Food & Drink

For best results, don't rush this pasta primavera recipe

Go slow and savor

In my late 20s, I lived at the other end of the Midwest, in Columbus, Ohio. A couple blocks from my apartment in Grandview Heights was an exercise studio. Right next door was a teensy Italian restaurant, Presutti’s, where lines formed quickly to get one of the few tables.

Walking by that restaurant could be torture after class. As I passed streetside tables with bowls of steaming pasta, the fragrance of garlic and olive oil wafted from inside. Every dish fairly glistened from olive oil, butterfat and/or sausage. This was the height of the low-fat era and it looked so decadent.

Many times, I fantasized about just sitting down at an open table, but that whole just-came-from-yoga look never worked for me. So I’d hurry home and change.

When I did dine at Presutti’s, I peeked back at the kitchen as much as possible. On a side table were sheets of homemade pasta — both plain and spinach — waiting to be used. Some were for lasagne, each order assembled and baked in a single-serving oval dish.

But as much as I loved that lasagne, it was the pasta primavera that stole my heart.

Those aforementioned sheets of homemade pasta were cut to fettucini size and tossed with an array of vegetables — broccoli, green beans, zucchini, mushrooms — with a touch of cream.

After we left Ohio, I was sorry to hear Presutti’s eventually closed. I did my best to recreate that dish. The recipe that came closest is from Le Cirque, the famous New York City restaurant. Though I never visited Le Cirque, I did find the recipe in Molly O’Neill’s New York Cookbook. For quite some time, this was my standard “company’s coming” pasta dish.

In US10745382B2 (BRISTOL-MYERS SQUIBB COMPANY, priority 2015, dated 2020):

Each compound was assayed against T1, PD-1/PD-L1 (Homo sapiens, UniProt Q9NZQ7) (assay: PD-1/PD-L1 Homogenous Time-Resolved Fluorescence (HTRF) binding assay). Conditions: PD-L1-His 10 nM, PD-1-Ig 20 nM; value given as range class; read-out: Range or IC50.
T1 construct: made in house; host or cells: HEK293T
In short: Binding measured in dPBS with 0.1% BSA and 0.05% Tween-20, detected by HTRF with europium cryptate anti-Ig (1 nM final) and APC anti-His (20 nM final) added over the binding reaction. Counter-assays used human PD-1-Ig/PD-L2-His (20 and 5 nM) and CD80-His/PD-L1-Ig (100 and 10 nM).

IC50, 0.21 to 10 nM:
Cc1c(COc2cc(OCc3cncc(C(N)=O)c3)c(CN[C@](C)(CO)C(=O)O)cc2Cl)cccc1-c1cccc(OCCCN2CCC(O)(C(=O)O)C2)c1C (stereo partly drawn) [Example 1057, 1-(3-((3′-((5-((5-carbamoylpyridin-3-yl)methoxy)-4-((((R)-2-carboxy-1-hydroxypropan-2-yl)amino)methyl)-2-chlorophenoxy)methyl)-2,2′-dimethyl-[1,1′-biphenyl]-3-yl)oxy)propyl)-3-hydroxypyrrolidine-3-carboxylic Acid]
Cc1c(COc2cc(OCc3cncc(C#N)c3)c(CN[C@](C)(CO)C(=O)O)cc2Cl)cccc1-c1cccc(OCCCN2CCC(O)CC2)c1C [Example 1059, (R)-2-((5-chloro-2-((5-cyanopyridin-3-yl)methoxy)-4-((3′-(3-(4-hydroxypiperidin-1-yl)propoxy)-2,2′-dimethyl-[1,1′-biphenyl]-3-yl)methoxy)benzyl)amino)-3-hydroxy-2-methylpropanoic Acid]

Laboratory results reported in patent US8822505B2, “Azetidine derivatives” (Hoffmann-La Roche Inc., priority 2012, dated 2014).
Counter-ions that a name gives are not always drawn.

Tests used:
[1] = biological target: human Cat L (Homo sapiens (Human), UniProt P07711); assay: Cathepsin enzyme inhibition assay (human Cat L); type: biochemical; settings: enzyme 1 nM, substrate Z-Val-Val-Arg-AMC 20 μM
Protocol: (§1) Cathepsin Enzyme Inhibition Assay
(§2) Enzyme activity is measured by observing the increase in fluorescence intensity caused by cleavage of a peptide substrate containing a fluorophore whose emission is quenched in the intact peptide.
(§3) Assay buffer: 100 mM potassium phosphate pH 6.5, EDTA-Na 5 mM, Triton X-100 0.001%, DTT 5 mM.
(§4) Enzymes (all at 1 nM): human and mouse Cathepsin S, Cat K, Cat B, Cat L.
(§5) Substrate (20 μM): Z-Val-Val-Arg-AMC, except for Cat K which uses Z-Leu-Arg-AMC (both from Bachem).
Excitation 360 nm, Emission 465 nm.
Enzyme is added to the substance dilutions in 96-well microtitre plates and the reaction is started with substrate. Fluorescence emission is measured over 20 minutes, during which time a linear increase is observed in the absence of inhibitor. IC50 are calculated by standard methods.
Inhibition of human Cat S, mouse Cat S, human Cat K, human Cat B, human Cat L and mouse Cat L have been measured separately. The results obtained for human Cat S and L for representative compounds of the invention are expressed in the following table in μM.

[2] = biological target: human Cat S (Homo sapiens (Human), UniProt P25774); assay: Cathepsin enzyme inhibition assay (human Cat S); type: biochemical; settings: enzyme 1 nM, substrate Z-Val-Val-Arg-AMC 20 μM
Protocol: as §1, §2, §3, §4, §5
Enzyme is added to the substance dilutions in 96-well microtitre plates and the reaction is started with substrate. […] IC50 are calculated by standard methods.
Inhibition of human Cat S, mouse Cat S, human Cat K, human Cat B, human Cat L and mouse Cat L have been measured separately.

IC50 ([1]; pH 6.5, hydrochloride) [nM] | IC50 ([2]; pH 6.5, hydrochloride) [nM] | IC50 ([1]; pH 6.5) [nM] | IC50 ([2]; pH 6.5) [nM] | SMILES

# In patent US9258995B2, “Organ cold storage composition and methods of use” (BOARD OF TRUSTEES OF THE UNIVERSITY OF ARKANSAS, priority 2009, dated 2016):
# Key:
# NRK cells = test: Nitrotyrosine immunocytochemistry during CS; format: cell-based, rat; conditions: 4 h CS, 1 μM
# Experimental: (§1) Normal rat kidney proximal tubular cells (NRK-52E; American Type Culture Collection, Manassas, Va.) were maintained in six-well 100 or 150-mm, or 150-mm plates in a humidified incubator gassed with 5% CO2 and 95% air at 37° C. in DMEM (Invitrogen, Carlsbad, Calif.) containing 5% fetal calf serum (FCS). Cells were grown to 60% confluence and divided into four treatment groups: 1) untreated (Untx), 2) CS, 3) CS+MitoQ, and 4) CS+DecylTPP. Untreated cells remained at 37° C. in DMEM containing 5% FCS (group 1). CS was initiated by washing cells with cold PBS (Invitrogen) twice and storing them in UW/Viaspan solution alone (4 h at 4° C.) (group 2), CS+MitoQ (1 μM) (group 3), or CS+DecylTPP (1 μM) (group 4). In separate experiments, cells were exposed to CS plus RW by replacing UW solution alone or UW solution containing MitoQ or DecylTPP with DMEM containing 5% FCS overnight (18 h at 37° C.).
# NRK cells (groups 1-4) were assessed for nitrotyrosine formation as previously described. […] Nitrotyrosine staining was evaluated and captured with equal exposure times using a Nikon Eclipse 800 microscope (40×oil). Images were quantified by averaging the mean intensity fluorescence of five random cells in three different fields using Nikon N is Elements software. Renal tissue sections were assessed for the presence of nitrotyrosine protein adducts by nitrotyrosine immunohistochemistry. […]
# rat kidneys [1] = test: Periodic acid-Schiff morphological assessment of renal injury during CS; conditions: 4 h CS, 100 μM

And one day, I don’t know, it’s like we all became fearful of eating pasta, so it fell by the wayside. But I’ve been thinking of springtime — and feeling a big nostalgic for pasta — so here we are.


Time and attention is the reason this dish is so delicious. To make it properly, one must slow down and step away from the Instant Pot. Not all vegetables cook in the same amount of time, so each one — and there are eight in all — is cooked separately. It also preserves the beautiful color of each vegetable.

There’s a touch of heavy cream at the end, some butter and Parmesan and pine nuts. It’s worth the time and calories and whatever nutrition quotient we are obsessing over these days.

And so long as you’re in the kitchen, let me suggest a dessert that also requires a little time and attention. That’s because zabaione can’t be bought on a grocery store shelf. Also spelled zabaglione or its French version, sabayon, this is a simple Italian custard of eggs, sugar and wine. It’s typically made with Marsala, but sparkling wine or a liqueur such as Grand Marnier can be used. Serve it warm or cold, either alone or poured over fruit. It’s a lovely way to welcome springtime.


Le Cirque’s Spaghetti Primavera

Even though this requires patience to cook all eight vegetable separately, it’s worth the effort because you end up with beautiful color and perfect texture. To save time, prepare the vegetables ahead and keep in the refrigerator until you’re ready to finish the dish.

1 bunch broccoli, trimmed and cut into bite-size florets